To investigate the structural/anatomical components of the static stabilisers of the canine glenohumeral joint (GHJ). The GHJ of 22 complete cadaver specimens (44 limbs) were manipulated to estimate laxity at joint angles of 150º, 135º and 90º (palpation study). Following the removal of the peri-articular muscles, laxity was measured in 32 of these limbs after applying a 15N force to the scapula in a variety of directions whilst the humerus was fixed to a jig. This was repeated for the abovementioned angles in intact joints and after venting and flushing to eliminate the limited joint volume and adhesion/cohesion (LJV/AC) mechanisms (biomechanical study). Results of the palpation and biomechanical studies were compared. Anatomical dissections were also performed to better describe the structures constituting the static GHJ stabilisers. The palpation study revealed a marked variation between joints although there was a tendency for progressive laxity as the joint was flexed. This finding was supported by the biomechanical study which also demonstrated no significant difference between intact and vented joints except in a cranio-caudal direction at 135º and 90º, and in a medial/lateral direction at 135º. Static stabilisers contributed to the stability of the GHJ in extension but permitted an ever-increasing range of motion as the joint was flexed. The results of the palpation study did not correlate well with the objective measurements of the biomechanical study. Manipulation is unlikely to be a reliable method for determining subtle joint laxity in the GHJ. The static stabilisers do not appear to play a significant role in providing joint constraint during normal range of motion (except in extension). Diagnoses of pathological laxity attributable to dysfunction of the static stabilisers should be made with caution and surgical treatments should take cognisance of the abovementioned biomechanical features. Anatomical structures providing constraint to joint mobility are described.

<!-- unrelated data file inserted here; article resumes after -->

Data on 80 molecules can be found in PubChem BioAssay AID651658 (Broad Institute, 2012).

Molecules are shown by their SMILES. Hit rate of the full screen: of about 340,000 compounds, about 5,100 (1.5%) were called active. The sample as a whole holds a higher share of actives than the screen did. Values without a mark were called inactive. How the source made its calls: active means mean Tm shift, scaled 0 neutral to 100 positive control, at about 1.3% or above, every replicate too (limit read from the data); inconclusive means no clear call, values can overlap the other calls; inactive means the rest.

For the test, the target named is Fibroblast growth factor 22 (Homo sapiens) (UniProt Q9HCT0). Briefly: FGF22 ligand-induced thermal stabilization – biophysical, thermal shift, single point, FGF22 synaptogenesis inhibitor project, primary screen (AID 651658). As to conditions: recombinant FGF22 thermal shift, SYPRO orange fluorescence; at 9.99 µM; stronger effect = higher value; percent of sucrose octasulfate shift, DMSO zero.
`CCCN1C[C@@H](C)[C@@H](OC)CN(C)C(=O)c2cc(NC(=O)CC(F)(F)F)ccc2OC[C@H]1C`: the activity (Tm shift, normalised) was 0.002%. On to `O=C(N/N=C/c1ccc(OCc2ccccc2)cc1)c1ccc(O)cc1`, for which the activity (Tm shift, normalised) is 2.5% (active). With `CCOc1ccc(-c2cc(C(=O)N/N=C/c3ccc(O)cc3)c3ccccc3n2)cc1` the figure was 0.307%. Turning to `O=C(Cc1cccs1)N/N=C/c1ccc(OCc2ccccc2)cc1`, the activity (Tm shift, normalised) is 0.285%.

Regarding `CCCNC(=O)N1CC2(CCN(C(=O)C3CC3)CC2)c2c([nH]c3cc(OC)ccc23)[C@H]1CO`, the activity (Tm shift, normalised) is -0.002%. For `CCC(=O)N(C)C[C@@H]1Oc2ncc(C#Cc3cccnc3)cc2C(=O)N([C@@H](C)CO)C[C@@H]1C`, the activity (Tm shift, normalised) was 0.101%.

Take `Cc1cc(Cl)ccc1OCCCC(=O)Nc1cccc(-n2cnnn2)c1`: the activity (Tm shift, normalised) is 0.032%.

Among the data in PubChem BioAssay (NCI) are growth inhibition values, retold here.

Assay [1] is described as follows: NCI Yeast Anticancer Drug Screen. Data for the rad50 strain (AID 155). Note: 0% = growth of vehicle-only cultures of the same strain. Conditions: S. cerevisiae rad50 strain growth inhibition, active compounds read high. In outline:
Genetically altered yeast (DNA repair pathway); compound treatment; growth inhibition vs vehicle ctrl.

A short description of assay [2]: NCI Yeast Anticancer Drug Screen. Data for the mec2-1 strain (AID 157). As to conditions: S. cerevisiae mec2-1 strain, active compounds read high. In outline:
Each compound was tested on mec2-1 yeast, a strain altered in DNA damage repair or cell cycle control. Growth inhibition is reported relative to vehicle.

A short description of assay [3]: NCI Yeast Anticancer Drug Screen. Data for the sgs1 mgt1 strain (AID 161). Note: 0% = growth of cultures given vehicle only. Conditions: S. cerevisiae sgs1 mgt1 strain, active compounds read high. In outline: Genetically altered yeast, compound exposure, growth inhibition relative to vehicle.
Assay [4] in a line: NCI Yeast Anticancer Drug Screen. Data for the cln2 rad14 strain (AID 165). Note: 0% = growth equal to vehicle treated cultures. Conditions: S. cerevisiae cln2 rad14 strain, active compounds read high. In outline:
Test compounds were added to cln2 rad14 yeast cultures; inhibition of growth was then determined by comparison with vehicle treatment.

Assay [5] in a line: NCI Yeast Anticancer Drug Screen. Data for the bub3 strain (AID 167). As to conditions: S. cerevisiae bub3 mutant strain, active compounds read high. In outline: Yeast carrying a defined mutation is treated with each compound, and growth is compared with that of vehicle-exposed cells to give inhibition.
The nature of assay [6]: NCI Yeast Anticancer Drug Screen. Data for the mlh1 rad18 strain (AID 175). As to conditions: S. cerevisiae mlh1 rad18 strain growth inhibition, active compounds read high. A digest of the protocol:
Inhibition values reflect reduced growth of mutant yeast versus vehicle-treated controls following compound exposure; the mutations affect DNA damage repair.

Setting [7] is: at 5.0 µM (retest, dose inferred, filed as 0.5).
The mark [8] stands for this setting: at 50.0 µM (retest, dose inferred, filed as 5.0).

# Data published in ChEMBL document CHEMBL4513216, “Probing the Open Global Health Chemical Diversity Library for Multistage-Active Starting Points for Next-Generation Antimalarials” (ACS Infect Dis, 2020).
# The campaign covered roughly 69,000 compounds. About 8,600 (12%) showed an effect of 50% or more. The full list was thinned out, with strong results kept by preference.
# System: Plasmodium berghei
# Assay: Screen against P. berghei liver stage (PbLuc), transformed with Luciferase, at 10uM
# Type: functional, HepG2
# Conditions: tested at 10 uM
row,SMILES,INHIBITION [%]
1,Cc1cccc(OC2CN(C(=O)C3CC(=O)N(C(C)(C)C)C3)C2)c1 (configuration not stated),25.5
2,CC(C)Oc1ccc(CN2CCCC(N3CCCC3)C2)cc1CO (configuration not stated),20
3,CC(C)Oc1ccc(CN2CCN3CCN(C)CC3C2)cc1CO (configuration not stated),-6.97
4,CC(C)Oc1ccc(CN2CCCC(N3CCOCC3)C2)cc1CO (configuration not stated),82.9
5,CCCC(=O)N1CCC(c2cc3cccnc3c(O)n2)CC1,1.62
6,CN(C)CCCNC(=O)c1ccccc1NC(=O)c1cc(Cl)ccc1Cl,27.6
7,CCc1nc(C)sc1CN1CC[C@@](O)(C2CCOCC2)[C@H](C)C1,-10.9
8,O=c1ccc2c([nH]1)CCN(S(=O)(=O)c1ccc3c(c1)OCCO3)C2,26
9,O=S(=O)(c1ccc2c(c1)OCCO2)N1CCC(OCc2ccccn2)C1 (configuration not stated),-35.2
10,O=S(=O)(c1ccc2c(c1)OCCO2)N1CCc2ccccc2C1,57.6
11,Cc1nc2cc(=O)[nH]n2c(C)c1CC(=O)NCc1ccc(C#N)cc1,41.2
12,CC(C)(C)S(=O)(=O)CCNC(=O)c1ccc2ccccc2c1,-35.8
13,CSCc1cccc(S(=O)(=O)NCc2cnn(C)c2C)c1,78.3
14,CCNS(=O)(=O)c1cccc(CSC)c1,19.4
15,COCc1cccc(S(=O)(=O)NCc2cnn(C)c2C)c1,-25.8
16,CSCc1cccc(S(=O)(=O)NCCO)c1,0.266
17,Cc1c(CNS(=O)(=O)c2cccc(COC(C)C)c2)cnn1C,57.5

Dissertation (MMedVet (chir)(small animals))--University of Pretoria, 2004.